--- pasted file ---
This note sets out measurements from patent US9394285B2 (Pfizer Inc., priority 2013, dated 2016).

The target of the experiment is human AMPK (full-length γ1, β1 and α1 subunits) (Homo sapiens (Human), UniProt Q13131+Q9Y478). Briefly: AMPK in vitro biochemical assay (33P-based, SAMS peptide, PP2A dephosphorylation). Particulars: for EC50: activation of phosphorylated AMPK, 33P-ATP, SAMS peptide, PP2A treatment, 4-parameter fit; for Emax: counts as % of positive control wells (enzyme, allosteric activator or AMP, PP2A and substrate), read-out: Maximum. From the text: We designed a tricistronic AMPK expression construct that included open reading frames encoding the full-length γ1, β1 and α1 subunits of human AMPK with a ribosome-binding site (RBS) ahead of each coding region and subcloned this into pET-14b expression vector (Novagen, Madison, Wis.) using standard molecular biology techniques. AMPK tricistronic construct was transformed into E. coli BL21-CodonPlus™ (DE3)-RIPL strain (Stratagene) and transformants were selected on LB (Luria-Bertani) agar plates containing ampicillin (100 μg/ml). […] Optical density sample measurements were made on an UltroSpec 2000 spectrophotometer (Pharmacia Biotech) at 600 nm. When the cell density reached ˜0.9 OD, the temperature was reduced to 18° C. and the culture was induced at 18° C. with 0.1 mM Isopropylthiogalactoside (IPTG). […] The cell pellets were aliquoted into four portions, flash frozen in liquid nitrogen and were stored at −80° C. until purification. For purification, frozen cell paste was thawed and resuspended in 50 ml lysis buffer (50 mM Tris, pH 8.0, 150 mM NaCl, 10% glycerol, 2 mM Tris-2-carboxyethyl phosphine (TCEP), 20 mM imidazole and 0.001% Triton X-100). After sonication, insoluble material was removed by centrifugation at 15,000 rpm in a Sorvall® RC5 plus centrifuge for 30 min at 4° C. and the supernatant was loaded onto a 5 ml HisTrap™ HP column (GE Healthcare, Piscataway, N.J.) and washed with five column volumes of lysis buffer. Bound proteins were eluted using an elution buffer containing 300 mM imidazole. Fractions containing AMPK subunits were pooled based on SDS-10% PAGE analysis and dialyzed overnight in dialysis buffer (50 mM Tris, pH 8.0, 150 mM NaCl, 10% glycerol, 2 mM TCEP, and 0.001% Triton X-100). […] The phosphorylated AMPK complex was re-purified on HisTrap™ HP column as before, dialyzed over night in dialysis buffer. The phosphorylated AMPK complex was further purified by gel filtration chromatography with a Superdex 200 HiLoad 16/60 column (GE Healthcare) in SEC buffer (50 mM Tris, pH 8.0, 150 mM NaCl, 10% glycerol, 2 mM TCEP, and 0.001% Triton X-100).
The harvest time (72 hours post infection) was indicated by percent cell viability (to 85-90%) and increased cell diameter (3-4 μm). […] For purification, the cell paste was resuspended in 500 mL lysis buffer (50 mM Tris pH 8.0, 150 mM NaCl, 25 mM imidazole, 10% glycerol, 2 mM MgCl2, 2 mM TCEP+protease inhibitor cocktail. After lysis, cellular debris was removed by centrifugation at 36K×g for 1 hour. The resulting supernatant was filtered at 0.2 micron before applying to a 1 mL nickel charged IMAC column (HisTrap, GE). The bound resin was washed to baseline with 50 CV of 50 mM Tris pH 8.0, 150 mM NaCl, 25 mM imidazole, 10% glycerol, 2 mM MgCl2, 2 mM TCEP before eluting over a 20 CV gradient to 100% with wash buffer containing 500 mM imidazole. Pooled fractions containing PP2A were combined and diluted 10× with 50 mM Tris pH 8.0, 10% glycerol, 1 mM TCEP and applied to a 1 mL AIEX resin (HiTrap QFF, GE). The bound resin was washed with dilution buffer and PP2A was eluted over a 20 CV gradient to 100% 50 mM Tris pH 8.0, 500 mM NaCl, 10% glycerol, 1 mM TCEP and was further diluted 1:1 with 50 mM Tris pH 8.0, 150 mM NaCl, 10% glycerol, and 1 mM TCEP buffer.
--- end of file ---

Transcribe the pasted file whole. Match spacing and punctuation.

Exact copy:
This note sets out measurements from patent US9394285B2 (Pfizer Inc., priority 2013, dated 2016).

The target of the experiment is human AMPK (full-length γ1, β1 and α1 subunits) (Homo sapiens (Human), UniProt Q13131+Q9Y478). Briefly: AMPK in vitro biochemical assay (33P-based, SAMS peptide, PP2A dephosphorylation). Particulars: for EC50: activation of phosphorylated AMPK, 33P-ATP, SAMS peptide, PP2A treatment, 4-parameter fit; for Emax: counts as % of positive control wells (enzyme, allosteric activator or AMP, PP2A and substrate), read-out: Maximum. From the text: We designed a tricistronic AMPK expression construct that included open reading frames encoding the full-length γ1, β1 and α1 subunits of human AMPK with a ribosome-binding site (RBS) ahead of each coding region and subcloned this into pET-14b expression vector (Novagen, Madison, Wis.) using standard molecular biology techniques. AMPK tricistronic construct was transformed into E. coli BL21-CodonPlus™ (DE3)-RIPL strain (Stratagene) and transformants were selected on LB (Luria-Bertani) agar plates containing ampicillin (100 μg/ml). […] Optical density sample measurements were made on an UltroSpec 2000 spectrophotometer (Pharmacia Biotech) at 600 nm. When the cell density reached ˜0.9 OD, the temperature was reduced to 18° C. and the culture was induced at 18° C. with 0.1 mM Isopropylthiogalactoside (IPTG). […] The cell pellets were aliquoted into four portions, flash frozen in liquid nitrogen and were stored at −80° C. until purification. For purification, frozen cell paste was thawed and resuspended in 50 ml lysis buffer (50 mM Tris, pH 8.0, 150 mM NaCl, 10% glycerol, 2 mM Tris-2-carboxyethyl phosphine (TCEP), 20 mM imidazole and 0.001% Triton X-100). After sonication, insoluble material was removed by centrifugation at 15,000 rpm in a Sorvall® RC5 plus centrifuge for 30 min at 4° C. and the supernatant was loaded onto a 5 ml HisTrap™ HP column (GE Healthcare, Piscataway, N.J.) and washed with five column volumes of lysis buffer. Bound proteins were eluted using an elution buffer containing 300 mM imidazole. Fractions containing AMPK subunits were pooled based on SDS-10% PAGE analysis and dialyzed overnight in dialysis buffer (50 mM Tris, pH 8.0, 150 mM NaCl, 10% glycerol, 2 mM TCEP, and 0.001% Triton X-100). […] The phosphorylated AMPK complex was re-purified on HisTrap™ HP column as before, dialyzed over night in dialysis buffer. The phosphorylated AMPK complex was further purified by gel filtration chromatography with a Superdex 200 HiLoad 16/60 column (GE Healthcare) in SEC buffer (50 mM Tris, pH 8.0, 150 mM NaCl, 10% glycerol, 2 mM TCEP, and 0.001% Triton X-100).
The harvest time (72 hours post infection) was indicated by percent cell viability (to 85-90%) and increased cell diameter (3-4 μm). […] For purification, the cell paste was resuspended in 500 mL lysis buffer (50 mM Tris pH 8.0, 150 mM NaCl, 25 mM imidazole, 10% glycerol, 2 mM MgCl2, 2 mM TCEP+protease inhibitor cocktail. After lysis, cellular debris was removed by centrifugation at 36K×g for 1 hour. The resulting supernatant was filtered at 0.2 micron before applying to a 1 mL nickel charged IMAC column (HisTrap, GE). The bound resin was washed to baseline with 50 CV of 50 mM Tris pH 8.0, 150 mM NaCl, 25 mM imidazole, 10% glycerol, 2 mM MgCl2, 2 mM TCEP before eluting over a 20 CV gradient to 100% with wash buffer containing 500 mM imidazole. Pooled fractions containing PP2A were combined and diluted 10× with 50 mM Tris pH 8.0, 10% glycerol, 1 mM TCEP and applied to a 1 mL AIEX resin (HiTrap QFF, GE). The bound resin was washed with dilution buffer and PP2A was eluted over a 20 CV gradient to 100% 50 mM Tris pH 8.0, 500 mM NaCl, 10% glycerol, 1 mM TCEP and was further diluted 1:1 with 50 mM Tris pH 8.0, 150 mM NaCl, 10% glycerol, and 1 mM TCEP buffer.